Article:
The contractor was sorry to see his good worker go and asked if he could build just one more house as a personal favor. The carpenter said ‘yes’, but in time it was easy to see that his heart was not in his work. He resorted to shoddy workmanship and used inferior materials. It was an unfortunate way to end his career.
When the carpenter finished his work and the builder came to inspect the house, the contractor handed the front-door key to the carpenter. “This is your house,” he said, “my gift to you.”
What a shock! What a shame! If he had only known he was building his own house, he would have done it all so differently. Now he had to live in the home he had built none too well.So it is with us. We build our lives in a distracted way, reacting rather than acting, willing to put up less than the best. At important points we do not give the job our best effort. Then with a shock we look at the situation we have created and find that we are now living in the house we have built. If we had realized, we would have done it differently. — Author Unknown, a post from the Inspiration and Motivation blog.
I came across this story as I was checking out a fellow inspirational blog. It definitely had me thinking about my own work ethic.
So let me ask you . . .
- How do you compare to the elderly carpenter?
- Do you resort to shoddy work when no one’s looking or you’re on the outs?
- Do you rest on your laurels each time someone asks you to complete a new task, project, or task, or do you consistently give your very best effort?
I’ve found in my own career that the more I invest time and due diligence into a project or job, the more gratification I feel and more value is added.
What about you? If you’ve become more and more discontent and unhappy with where or with whom you’re currently working, it’s likely that it’s because you’ve stopped giving one hundred percent or you’ve lost sight of the reasons why you embarked on your professional journey.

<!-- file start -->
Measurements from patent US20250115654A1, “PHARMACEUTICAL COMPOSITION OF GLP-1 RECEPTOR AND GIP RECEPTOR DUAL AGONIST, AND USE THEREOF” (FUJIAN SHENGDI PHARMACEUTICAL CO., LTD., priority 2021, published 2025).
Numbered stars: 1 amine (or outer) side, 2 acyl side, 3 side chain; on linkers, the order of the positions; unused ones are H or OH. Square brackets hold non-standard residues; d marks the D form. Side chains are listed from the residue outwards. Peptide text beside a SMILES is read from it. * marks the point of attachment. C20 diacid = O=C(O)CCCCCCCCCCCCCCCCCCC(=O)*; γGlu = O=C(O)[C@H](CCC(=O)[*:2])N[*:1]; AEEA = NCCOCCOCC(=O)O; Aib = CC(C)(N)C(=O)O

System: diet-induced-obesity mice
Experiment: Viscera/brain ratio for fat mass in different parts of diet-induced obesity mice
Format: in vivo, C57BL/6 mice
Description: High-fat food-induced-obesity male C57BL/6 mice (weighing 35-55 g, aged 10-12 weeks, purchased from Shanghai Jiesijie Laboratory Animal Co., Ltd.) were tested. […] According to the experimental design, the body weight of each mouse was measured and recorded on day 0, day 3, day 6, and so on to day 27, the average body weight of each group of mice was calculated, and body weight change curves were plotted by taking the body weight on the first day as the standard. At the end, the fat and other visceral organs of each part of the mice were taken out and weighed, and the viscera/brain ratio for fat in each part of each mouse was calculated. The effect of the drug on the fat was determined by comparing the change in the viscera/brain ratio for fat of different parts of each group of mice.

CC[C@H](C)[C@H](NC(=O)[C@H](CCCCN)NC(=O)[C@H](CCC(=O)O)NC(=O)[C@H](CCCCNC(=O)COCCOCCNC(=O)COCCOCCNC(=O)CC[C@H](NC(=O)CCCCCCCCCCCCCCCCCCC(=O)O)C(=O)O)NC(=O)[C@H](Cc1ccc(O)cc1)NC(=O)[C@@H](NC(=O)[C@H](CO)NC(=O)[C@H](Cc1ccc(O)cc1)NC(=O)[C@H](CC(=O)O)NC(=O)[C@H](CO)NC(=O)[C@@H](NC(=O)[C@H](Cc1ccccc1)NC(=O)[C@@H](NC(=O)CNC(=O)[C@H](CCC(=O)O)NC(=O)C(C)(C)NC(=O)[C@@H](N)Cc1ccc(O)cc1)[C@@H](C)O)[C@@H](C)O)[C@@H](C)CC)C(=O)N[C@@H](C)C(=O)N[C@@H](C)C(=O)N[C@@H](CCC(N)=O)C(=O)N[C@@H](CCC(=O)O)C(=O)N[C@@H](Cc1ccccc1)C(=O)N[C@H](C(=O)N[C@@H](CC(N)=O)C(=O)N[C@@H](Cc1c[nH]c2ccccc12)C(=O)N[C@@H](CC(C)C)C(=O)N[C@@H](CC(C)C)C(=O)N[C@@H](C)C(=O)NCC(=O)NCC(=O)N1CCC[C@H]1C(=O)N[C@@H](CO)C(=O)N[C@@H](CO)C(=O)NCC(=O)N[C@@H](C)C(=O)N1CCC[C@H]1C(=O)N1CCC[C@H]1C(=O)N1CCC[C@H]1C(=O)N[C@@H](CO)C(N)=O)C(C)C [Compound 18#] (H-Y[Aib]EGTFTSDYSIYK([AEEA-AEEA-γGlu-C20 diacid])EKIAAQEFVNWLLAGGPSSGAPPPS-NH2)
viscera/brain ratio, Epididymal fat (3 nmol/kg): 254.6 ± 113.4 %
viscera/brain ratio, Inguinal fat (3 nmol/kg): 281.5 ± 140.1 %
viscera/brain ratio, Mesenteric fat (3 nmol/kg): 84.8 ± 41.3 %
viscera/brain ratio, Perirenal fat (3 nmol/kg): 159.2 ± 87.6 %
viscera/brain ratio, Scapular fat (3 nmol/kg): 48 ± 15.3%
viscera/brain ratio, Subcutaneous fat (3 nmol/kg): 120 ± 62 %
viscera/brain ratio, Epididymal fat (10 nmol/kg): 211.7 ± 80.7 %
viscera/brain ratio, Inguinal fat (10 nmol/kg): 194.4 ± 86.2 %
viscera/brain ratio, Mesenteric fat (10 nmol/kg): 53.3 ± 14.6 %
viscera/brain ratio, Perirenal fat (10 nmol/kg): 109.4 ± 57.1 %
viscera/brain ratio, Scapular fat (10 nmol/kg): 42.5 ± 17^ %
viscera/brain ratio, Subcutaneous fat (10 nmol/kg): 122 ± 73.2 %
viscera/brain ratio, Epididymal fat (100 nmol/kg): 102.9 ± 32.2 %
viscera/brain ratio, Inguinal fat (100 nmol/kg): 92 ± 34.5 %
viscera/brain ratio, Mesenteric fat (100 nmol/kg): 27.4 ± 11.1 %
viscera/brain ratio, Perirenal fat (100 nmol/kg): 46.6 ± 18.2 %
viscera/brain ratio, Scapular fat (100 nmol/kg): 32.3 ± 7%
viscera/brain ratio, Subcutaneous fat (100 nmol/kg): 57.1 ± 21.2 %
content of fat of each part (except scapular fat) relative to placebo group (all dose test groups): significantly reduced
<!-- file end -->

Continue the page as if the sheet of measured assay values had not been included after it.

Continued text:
The above parable is a case example on the importance of devoting all of your energy and giving concerted effort to each and every opportunity. Like the elderly carpenter, what you produce or create could potentially be something you have to live with (literally) or quite possibly cost you a more profitable or more fulfilling opportunity ahead.
And if that doesn’t convince you to give your best, would you really want to be known for the shoddy house on the left? Nah.
Keep the Discussion Going
What do you consider to be your “best” on the job? Do you notice when you start to slack and are you quick to shape up? Do you squander your time on the job? How would you feel if you were an employer and you discovered one of your employees constantly watched the clock, surfed the net, or delivered services or products that were half-baked?
What inspires you to keep going? Keep that in your mind’s eye when you’re feeling low. Let your personal inspiration be your guiding light as you continue to put your best foot forward.